Last week, Forrester senior analyst Jeremiah Owyang, a prolific and astute observer of web strategies (and someone whom I hold in high esteem), posted a link to a new, sobering USC Annenberg study on the state of the PR agency business. (It dovetailed well with the Council of PR Firms’ own look at the state of agency affairs.)
Anyway, at the end of his analysis of the USC report, Jeremiah concluded that today’s buyers of PR services have the upper hand, and thus offered the following suggestion:
Buyers Should Renegotiate PR Contract This one is going to raise hell with PR professionals, but if youâ€™re a buyer of PR agency services, you should renegotiate your fees and contract at a reduced rate. The market simply has changed, and as with every other industry, demand and supply, cause changes. Now, this isnâ€™t to suggest you cut rates and lose the quality of service youâ€™re getting, but figure out what areas the firm is not providing value and reduce those services. On the other hand, you can try to increase your budget with these firms, and ask for services greater than you could have afforded in an upswing, now that you, as the buyer, are in clear control.
Well, it did raise an eyebrow (or two) with this PR vet prompting the following comment:
Jeremiah, As you surmised, it is the last item (recommendation) with which I take issue. Overall, the study does not deviate much from what weâ€™re hearing in our industry (and many others). But the notion that companies should renegotiate the terms of their agency engagements doesnâ€™t make sense given that fact that public relations, of all the marketing disciplines, has always been the most efficient spend.
In fact, I would recommend that CMOs re-allocate a greater piece of their marketing budget to PR during tough economic times. They may just be surprised at the increased ROI.
Flatiron Communications LLC
Being the good analyst that he is, Jeremiah responded by asking me to back up my assertion with metrics. (He also complimented my blog):
Can you back up with data that PR is the most efficient spend for marketers? I know (from research) that marketers are most focused right now on qualified leads.
PR doesnâ€™t always provide leads, in fact that may not be the primary reason to hire a strategic communication firm. Respectfully, Iâ€™m standing by my recommendation as I know I can back it up with data.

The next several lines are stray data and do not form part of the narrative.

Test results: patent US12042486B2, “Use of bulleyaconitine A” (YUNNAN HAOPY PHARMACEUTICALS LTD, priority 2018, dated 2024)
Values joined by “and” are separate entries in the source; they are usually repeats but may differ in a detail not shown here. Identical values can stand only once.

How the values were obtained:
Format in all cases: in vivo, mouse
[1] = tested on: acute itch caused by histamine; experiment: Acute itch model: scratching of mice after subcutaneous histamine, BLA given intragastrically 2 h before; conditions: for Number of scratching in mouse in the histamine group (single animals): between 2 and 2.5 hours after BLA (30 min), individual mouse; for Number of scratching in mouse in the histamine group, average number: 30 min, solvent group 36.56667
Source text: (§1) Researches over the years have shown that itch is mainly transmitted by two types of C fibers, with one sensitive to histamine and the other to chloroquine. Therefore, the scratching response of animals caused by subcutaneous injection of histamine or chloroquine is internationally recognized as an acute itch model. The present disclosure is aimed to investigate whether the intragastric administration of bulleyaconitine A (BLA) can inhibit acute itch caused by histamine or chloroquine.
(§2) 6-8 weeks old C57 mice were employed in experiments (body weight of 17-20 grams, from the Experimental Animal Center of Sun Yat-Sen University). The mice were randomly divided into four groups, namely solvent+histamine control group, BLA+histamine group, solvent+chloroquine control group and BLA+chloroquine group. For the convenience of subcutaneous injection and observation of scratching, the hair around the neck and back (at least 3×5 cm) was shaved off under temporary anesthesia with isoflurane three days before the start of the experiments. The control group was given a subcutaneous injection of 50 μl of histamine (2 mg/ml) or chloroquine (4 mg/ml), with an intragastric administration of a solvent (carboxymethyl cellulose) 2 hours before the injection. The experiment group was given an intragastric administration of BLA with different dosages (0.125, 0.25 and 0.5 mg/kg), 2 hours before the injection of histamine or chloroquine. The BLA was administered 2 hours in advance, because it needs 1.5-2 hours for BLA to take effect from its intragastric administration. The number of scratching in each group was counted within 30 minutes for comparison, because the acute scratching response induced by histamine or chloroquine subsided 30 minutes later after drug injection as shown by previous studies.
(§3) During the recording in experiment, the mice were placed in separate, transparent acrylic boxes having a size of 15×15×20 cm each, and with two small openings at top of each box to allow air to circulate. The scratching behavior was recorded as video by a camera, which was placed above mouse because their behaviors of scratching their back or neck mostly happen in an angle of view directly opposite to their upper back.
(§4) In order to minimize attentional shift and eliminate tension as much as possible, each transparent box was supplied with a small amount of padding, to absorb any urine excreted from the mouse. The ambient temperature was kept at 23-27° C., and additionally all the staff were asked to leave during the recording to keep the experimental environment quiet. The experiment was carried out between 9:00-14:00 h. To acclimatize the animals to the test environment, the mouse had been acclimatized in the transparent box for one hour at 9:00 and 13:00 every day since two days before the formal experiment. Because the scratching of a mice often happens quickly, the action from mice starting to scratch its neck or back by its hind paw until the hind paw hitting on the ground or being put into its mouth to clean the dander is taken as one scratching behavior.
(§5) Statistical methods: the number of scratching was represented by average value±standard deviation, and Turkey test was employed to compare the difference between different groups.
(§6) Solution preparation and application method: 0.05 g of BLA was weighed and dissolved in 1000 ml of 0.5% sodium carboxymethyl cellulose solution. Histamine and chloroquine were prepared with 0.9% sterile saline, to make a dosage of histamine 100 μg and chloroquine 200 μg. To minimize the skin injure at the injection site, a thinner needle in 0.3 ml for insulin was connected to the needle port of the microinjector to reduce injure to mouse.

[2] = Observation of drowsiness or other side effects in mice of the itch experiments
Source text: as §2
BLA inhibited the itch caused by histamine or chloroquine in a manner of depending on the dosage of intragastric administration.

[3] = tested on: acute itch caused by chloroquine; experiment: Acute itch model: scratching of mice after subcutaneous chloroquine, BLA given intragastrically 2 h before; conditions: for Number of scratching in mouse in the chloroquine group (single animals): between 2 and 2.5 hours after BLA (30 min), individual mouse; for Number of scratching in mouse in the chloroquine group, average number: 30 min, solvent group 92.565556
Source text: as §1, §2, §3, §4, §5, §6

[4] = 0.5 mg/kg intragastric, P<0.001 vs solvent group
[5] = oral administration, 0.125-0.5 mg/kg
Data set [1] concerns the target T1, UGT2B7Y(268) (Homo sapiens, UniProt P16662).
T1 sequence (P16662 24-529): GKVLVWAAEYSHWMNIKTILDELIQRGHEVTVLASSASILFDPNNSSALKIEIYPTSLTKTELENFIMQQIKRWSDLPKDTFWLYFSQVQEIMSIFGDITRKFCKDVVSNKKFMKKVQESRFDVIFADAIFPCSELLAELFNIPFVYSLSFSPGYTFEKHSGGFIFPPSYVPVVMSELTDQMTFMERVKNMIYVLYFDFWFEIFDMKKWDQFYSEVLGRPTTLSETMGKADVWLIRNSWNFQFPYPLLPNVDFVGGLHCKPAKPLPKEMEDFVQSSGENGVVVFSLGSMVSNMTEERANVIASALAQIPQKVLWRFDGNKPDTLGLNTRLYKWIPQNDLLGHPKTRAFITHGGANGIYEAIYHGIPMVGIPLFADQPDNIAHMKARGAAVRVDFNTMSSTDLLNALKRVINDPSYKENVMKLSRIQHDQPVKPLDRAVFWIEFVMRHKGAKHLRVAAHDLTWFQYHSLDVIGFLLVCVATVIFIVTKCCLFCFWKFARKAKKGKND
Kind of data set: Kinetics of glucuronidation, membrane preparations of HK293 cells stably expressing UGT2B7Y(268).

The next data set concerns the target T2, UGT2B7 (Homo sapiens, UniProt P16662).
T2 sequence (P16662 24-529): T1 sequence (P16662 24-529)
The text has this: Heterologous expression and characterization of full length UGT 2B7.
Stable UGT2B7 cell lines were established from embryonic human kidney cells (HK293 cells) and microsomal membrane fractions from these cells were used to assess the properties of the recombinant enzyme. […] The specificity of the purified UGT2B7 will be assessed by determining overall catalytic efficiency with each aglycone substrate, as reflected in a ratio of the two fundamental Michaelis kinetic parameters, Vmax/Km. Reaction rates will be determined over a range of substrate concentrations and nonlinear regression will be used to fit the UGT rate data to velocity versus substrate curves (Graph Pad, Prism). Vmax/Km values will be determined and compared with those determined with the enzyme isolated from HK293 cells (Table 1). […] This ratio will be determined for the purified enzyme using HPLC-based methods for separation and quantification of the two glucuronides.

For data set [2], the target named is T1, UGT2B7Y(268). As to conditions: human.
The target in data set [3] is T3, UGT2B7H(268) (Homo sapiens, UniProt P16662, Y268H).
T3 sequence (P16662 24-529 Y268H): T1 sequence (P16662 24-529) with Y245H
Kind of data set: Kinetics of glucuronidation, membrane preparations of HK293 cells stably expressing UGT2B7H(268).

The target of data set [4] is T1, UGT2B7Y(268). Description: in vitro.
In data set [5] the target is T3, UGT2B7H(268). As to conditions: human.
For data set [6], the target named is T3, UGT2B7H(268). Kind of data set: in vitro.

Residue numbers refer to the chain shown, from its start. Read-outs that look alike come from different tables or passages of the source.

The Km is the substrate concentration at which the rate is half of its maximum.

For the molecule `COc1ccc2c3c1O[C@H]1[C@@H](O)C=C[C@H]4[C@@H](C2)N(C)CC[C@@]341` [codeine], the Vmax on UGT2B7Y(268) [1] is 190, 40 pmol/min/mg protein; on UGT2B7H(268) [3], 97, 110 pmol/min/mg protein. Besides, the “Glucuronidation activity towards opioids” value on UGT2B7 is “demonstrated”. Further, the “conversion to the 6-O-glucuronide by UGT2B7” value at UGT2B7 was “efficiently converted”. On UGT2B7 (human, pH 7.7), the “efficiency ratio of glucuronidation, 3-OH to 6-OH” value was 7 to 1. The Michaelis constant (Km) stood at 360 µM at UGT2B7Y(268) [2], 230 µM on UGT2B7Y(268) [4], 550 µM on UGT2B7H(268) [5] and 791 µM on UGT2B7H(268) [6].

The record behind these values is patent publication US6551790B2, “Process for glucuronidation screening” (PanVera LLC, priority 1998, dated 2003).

BTW: I dig your blog, good topics http://theflack.blogspot.com/
I replied as follows:
I canâ€™t provide specific data to back up my assertion that PR is a more efficient spend than other marketing disciplines. I can only draw on my professional observations on what fee a BBDO might require to mount a national ad campaign versus what its sister agency Ketchum may need for a comparable PR campaign, i.e., seven or eight-figures versus six figures.
I canâ€™t say the same for online marketing where the disparity in fee structures from agency to agency is not as severe. So perhaps I should have qualified my statement to say that traditionally PR has been more cost-effective marketing discipline, but in the digital and social media realms, all bets are off.
We thus reached a consensus, sort of:
Peter, That makes sense, I agree with much of what you clarified.
I will say that PR is a great solution if your objective is awareness, consideration, influence. However, Iâ€™ve yet to see proven numbers that indicate that PR directly drives sales, conversions, and leads each and every time like advertising, webinars, and sweepstakes.
With that said, lead generation activities would perform poorly if they donâ€™t have activities driving awareness, consideration, and preference.
They all work together.
I say “sort of” because I believe that PR most certainly has the capacity to drive sales, conversions and leads. Having judged my share of industry awards, I’ve seen case study after case study whose metrics support this conclusion. Maybe one of my readers would care to contribute to this meme on measurement? KD Paine?